WT and CD40L−/− mice consumed a high fat diet (HFD) for 20 weeks. Relative increase of body weight (shown as % of body weight at week 0) and total body fat as assessed by MRI-based body composition analysis are shown for the indicated time points (A, B). Weight of epididymidal (EFP), peri-renal (RFP), and cardiac fat pads (CFP) fat are displayed as percentage of total body weight (BW, C). Data are presented as mean ± SEM of at least 15 mice per group.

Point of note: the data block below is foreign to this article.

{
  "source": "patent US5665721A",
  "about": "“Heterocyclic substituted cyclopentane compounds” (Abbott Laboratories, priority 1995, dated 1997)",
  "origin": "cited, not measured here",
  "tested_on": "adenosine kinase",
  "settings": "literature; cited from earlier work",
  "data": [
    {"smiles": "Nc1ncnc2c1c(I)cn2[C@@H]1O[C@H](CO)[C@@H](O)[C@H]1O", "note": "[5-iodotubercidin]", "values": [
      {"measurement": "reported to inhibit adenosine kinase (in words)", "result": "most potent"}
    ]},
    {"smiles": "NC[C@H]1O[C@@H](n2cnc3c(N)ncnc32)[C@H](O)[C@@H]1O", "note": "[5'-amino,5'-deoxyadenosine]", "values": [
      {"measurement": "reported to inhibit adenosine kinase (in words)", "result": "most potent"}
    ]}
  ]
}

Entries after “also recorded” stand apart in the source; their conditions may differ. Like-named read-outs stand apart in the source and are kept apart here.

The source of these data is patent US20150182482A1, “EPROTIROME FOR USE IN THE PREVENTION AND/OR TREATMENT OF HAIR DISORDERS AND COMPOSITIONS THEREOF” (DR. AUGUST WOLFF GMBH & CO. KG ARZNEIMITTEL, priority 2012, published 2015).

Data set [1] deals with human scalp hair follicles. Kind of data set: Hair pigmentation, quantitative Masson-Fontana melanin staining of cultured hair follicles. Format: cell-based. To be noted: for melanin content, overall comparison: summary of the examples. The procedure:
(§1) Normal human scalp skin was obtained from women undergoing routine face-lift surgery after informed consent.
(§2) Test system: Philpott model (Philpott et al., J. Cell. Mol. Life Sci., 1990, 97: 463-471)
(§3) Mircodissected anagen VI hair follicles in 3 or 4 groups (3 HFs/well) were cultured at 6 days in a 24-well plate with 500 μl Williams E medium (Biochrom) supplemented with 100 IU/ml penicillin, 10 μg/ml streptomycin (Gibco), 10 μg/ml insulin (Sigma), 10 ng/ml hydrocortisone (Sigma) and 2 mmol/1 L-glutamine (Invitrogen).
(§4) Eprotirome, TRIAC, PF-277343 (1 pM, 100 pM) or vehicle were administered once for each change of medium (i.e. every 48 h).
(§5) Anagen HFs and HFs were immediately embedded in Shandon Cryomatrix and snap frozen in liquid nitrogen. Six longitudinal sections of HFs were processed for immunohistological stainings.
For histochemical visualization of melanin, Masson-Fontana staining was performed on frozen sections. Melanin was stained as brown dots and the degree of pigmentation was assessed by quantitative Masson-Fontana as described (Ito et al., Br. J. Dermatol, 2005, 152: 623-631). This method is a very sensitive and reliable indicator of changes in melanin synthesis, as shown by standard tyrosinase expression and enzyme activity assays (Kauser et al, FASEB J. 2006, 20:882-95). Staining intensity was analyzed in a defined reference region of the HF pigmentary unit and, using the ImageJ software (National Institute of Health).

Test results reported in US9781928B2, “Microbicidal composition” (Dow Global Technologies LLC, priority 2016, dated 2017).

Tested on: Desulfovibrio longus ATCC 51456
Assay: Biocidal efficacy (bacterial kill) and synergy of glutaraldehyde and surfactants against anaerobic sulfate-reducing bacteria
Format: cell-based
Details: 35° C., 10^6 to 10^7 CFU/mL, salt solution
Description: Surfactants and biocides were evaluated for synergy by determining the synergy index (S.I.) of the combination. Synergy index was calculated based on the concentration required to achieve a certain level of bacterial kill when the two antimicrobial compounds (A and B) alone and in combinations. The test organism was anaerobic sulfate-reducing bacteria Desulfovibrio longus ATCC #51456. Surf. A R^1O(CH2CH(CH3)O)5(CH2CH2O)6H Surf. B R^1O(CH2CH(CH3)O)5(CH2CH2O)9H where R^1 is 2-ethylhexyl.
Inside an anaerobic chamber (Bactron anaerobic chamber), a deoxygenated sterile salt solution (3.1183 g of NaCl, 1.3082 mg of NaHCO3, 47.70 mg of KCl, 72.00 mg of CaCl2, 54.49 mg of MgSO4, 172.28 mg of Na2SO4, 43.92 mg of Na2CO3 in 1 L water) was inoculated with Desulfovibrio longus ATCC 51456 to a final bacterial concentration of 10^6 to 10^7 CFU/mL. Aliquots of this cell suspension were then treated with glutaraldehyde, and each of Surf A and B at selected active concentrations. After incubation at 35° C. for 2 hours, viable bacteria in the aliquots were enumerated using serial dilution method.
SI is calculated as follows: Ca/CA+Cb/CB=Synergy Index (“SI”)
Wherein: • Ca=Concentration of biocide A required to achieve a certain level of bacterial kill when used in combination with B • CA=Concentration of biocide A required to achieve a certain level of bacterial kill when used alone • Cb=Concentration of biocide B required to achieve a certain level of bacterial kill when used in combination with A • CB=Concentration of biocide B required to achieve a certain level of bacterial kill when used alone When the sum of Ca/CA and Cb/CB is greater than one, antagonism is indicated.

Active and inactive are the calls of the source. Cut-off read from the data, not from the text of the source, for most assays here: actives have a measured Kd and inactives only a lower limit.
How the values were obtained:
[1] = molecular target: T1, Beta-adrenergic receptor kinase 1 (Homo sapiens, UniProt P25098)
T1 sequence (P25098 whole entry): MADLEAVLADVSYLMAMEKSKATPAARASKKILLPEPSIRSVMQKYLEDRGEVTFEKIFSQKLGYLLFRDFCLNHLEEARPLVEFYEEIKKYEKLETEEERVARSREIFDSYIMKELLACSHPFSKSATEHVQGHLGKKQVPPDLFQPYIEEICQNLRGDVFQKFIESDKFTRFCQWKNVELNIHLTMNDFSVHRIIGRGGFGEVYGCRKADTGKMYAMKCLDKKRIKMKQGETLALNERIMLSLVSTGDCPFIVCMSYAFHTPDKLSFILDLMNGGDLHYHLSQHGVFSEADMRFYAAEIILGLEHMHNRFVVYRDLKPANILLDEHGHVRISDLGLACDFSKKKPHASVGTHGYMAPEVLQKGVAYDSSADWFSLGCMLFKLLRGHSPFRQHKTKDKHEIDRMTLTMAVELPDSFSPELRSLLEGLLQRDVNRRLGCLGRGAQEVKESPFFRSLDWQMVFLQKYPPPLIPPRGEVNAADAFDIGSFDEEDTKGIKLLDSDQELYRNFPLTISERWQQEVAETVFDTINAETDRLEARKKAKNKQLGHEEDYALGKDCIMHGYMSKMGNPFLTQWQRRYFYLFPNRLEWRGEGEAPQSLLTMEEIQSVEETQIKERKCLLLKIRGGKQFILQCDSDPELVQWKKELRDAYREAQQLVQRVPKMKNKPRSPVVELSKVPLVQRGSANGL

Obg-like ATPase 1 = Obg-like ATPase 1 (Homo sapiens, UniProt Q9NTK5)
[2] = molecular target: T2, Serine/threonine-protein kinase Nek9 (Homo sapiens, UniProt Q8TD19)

In line with these data, CD40L−/− mice consuming LFD for 20 weeks contained significantly less peri-renal fat than respective wild-type controls (Figure S1 C), while CD40L−/− mice consuming HFD for 20 weeks contained similar or modestly increased epididymidal fat (Fig. 1 C). Accordingly, plasma leptin levels decreased in the HFD group at week 8 of DIO, but did not significantly differ at the end of the study (Figure 2 A), while adiponectin increased in CD40L-deficient mice after HFD (Figure 2 B). On LFD, plasma leptin was reduced at both time points (Figure S1 D). These effects on DIO could not be attributed to changes in energy metabolism since plasma food intake and heat production assessed by metabolic caging did not differ between both genotypes under both dietary regimens (Figure 2 C–D, Figure S1 E–G). Interestingly, ambulatory movement was even slightly increased in CD40L−/− mice consuming HFD (by up to 39±13%, p = 0.01, n≥20 per group, Figure 2E). Respiratory exchange ratio (RER) was not significantly altered in both groups independently of the diet consumed (Figure 2 F, Figure 1 H). As expected, RER was overall lower in HFD-groups with no detectable difference between WT and CD40L−/− mice. Growth hormone secretion is blunted in obesity  and might account for differences in growth and weight. Levels of somatostatin decreased, while levels of growth hormone releasing hormone (GnRH) and Insulin-like growth factor (IGF-1) increased in CD40L-deficient mice consuming LFD (Figure S1 I–K), suggesting a role for CD40L in growth hormone regulation. However, differences in growth hormone levels were not observed in respective mice on HFD.